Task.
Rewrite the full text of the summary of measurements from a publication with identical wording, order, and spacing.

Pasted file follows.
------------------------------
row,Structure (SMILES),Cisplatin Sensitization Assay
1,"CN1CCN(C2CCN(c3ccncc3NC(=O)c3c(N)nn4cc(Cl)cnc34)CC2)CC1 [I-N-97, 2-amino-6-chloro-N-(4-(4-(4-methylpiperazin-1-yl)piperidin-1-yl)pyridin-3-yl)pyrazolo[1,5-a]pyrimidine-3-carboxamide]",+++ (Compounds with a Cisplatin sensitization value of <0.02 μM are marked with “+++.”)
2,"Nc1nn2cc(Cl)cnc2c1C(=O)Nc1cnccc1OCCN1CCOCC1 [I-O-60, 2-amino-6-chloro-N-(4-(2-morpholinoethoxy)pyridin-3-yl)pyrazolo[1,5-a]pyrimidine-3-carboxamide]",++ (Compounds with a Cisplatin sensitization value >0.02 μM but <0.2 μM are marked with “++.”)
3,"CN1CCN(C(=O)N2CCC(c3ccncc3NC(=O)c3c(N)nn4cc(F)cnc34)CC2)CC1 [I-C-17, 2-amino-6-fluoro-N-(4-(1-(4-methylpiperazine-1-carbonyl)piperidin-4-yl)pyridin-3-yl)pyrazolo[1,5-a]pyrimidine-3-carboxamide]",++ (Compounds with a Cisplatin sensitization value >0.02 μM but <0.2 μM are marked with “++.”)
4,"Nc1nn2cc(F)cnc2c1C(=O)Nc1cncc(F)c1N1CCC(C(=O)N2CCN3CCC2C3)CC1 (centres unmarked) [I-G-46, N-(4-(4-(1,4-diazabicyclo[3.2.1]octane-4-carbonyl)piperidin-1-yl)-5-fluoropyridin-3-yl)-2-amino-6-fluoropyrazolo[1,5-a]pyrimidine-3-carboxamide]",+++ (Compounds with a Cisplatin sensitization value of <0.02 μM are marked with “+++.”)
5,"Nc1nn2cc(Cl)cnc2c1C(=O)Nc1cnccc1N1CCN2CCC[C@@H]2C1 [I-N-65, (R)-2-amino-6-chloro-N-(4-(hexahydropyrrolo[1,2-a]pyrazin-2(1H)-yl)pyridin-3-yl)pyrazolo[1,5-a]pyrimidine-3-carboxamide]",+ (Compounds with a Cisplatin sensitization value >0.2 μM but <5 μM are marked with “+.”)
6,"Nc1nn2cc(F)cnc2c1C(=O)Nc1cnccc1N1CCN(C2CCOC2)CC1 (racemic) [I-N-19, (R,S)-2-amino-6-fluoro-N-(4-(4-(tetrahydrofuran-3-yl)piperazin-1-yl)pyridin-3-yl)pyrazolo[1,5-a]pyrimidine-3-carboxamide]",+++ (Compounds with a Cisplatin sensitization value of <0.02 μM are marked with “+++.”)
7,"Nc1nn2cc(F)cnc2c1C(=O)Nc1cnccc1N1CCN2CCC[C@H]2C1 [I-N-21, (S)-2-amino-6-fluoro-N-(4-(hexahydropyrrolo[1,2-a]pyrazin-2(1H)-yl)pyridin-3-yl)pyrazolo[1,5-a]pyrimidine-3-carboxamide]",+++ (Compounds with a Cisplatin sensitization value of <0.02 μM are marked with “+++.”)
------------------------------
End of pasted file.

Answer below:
row,Structure (SMILES),Cisplatin Sensitization Assay
1,"CN1CCN(C2CCN(c3ccncc3NC(=O)c3c(N)nn4cc(Cl)cnc34)CC2)CC1 [I-N-97, 2-amino-6-chloro-N-(4-(4-(4-methylpiperazin-1-yl)piperidin-1-yl)pyridin-3-yl)pyrazolo[1,5-a]pyrimidine-3-carboxamide]",+++ (Compounds with a Cisplatin sensitization value of <0.02 μM are marked with “+++.”)
2,"Nc1nn2cc(Cl)cnc2c1C(=O)Nc1cnccc1OCCN1CCOCC1 [I-O-60, 2-amino-6-chloro-N-(4-(2-morpholinoethoxy)pyridin-3-yl)pyrazolo[1,5-a]pyrimidine-3-carboxamide]",++ (Compounds with a Cisplatin sensitization value >0.02 μM but <0.2 μM are marked with “++.”)
3,"CN1CCN(C(=O)N2CCC(c3ccncc3NC(=O)c3c(N)nn4cc(F)cnc34)CC2)CC1 [I-C-17, 2-amino-6-fluoro-N-(4-(1-(4-methylpiperazine-1-carbonyl)piperidin-4-yl)pyridin-3-yl)pyrazolo[1,5-a]pyrimidine-3-carboxamide]",++ (Compounds with a Cisplatin sensitization value >0.02 μM but <0.2 μM are marked with “++.”)
4,"Nc1nn2cc(F)cnc2c1C(=O)Nc1cncc(F)c1N1CCC(C(=O)N2CCN3CCC2C3)CC1 (centres unmarked) [I-G-46, N-(4-(4-(1,4-diazabicyclo[3.2.1]octane-4-carbonyl)piperidin-1-yl)-5-fluoropyridin-3-yl)-2-amino-6-fluoropyrazolo[1,5-a]pyrimidine-3-carboxamide]",+++ (Compounds with a Cisplatin sensitization value of <0.02 μM are marked with “+++.”)
5,"Nc1nn2cc(Cl)cnc2c1C(=O)Nc1cnccc1N1CCN2CCC[C@@H]2C1 [I-N-65, (R)-2-amino-6-chloro-N-(4-(hexahydropyrrolo[1,2-a]pyrazin-2(1H)-yl)pyridin-3-yl)pyrazolo[1,5-a]pyrimidine-3-carboxamide]",+ (Compounds with a Cisplatin sensitization value >0.2 μM but <5 μM are marked with “+.”)
6,"Nc1nn2cc(F)cnc2c1C(=O)Nc1cnccc1N1CCN(C2CCOC2)CC1 (racemic) [I-N-19, (R,S)-2-amino-6-fluoro-N-(4-(4-(tetrahydrofuran-3-yl)piperazin-1-yl)pyridin-3-yl)pyrazolo[1,5-a]pyrimidine-3-carboxamide]",+++ (Compounds with a Cisplatin sensitization value of <0.02 μM are marked with “+++.”)
7,"Nc1nn2cc(F)cnc2c1C(=O)Nc1cnccc1N1CCN2CCC[C@H]2C1 [I-N-21, (S)-2-amino-6-fluoro-N-(4-(hexahydropyrrolo[1,2-a]pyrazin-2(1H)-yl)pyridin-3-yl)pyrazolo[1,5-a]pyrimidine-3-carboxamide]",+++ (Compounds with a Cisplatin sensitization value of <0.02 μM are marked with “+++.”)